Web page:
Political correctness gone mad I tell you!

Politically correct job titles are the butt of jokes, so I was amazed to receive an email today from Oxfam’s “Black minority ethic press officer”.

Perhaps all the time Oxfam spends securing subsidies from the European Commission and our own Department for International Development has made the charity immune to how absurd people outside career politics find this sort of thing.

The incumbent, Jonaid Jilani, tells me that there is no requirement to be black to take the post and that his job is to promote his message to “ethnic” people. But isn’t there something rather nasty about dividing people by their colour?

Well, yes Alex.

And no as well. For it does rather depend upon the details. In a large press office (and I wouldn\’t be at all surprised to hear that Oxfam has such) it makes perfect sense to do a bit of vertical segmentation. Different people handling the national newspapers, radio and or TV, regional papers (possibly even concentrating upon one region), the \”black and ethnic\” media (The Voice, various different language papers, certain radio stations etc) and so on.

Could be something as trivial as inserting lines into a standard press release (\”donating to Oxfam helps people in (insert name of ethnic minority/country here)\” ) sort of stuff to having a rolodex which contains the names and interests of that specific set of editors.

You know, in the same way that someone who wanted to reach out to the older middle class segment might keep the phone number of a leader writer on the Hellograph handy?

10 comments on “Political correctness gone mad I tell you!

  1. But surely by agreeing that donors need to separated by colour, your argument for it, is saying that “ethnic minorities” are only likely to dontate to their “own.”

    On the flip side of the same coin, what you are not saying, is that if you believe your rhetoric, then “white people” will donate to any colour, if they need help, so don’t need a “white press officer”.

    It’s just absurd and more than a bit insulting that Oxfam and yourself would think so lowly of black people.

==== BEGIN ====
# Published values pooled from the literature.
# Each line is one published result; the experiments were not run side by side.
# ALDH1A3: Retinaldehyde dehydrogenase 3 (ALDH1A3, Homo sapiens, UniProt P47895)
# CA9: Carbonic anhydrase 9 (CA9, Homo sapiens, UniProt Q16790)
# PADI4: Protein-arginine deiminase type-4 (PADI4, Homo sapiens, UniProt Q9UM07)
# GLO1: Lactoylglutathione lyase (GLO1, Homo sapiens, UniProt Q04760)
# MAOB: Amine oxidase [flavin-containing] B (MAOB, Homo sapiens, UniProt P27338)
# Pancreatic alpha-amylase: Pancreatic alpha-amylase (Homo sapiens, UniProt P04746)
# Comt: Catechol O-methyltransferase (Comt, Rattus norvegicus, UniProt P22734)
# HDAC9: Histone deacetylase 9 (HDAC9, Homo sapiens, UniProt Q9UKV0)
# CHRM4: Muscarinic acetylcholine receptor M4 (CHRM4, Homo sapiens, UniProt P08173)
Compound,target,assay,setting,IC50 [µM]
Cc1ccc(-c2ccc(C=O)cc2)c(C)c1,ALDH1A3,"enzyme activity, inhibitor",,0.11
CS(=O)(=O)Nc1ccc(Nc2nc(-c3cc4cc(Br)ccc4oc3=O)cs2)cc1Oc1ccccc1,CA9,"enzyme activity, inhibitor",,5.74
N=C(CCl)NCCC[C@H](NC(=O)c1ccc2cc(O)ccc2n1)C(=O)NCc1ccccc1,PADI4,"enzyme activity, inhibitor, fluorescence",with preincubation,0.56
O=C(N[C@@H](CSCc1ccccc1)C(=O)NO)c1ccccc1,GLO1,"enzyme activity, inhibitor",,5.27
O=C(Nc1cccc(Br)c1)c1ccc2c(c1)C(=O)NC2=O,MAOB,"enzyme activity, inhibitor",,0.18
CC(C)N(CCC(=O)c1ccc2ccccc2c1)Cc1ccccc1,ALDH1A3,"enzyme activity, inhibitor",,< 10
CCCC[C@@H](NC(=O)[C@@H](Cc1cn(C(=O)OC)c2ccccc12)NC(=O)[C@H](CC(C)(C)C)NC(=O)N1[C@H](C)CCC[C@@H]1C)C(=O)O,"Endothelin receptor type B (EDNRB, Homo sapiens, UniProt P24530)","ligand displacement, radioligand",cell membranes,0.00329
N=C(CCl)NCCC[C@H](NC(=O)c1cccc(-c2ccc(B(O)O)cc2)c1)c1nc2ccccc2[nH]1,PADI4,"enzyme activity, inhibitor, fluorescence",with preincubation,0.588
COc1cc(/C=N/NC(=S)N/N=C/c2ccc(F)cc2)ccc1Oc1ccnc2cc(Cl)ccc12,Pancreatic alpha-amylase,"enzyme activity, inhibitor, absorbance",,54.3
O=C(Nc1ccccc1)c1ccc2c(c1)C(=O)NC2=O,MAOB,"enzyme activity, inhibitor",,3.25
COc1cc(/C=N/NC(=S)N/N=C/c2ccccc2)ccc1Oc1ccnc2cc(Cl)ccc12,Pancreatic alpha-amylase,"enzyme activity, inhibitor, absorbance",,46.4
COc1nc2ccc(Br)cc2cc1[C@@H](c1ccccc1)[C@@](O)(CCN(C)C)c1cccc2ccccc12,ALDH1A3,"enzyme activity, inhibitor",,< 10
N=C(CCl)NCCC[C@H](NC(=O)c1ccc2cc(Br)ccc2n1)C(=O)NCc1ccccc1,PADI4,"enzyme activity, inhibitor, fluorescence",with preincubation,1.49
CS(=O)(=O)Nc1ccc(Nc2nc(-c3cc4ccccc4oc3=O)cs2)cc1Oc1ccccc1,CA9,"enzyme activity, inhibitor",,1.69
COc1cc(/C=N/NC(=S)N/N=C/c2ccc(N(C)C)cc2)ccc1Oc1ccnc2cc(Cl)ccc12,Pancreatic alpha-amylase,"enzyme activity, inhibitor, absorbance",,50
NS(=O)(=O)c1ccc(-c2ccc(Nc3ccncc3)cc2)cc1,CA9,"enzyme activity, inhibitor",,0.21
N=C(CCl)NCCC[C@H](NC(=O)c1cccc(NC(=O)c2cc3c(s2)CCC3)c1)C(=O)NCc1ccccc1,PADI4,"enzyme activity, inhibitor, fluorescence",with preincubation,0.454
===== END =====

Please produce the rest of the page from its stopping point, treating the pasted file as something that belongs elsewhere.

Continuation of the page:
Oxfam should treat black people as grown ups, and not as special needs persons.

    Tim adds: Eh? Everyone tailors their PR messages to the audience. You write a story differently if you’re aiming at women or men, teenagers or OAPs, Catholics or atheists, this is just what you do.

  2. Or maybe the job specification is too narrowly defined by using such a title? The job is “PR for Oxfam”. The person who gets the job will not expect to be doing it until retirement or another “black minority ethic” (sic) post comes up.

  3. Exactly, but none of those markets involve dividing into colour.

    Why is a black OAP with a working class background, different to a white person with a working class background?

    Please explain to me why they are not equally compelled to respond to the same message for charity? Why does the black person require more tempting to donate?

    I don’t believe they do, so would appreciate what the differences in charitable thinking might be.

    Tim adds: No, still missing my point. The media itself is divided up, sometimes along racial (and of course linguistically) lines. There are newspapers, radio stations , magazines, which cater to an audience largely of one racial grouping or another. The Voice, is, I think I’m right in saying, aimed at Brits of Afro Caribbean background?

    The task of a “black and ethnic press officer” isn’t to change the mesage so as to appeal to people of different races: it’s to tailor the message to deal with those different media outlets.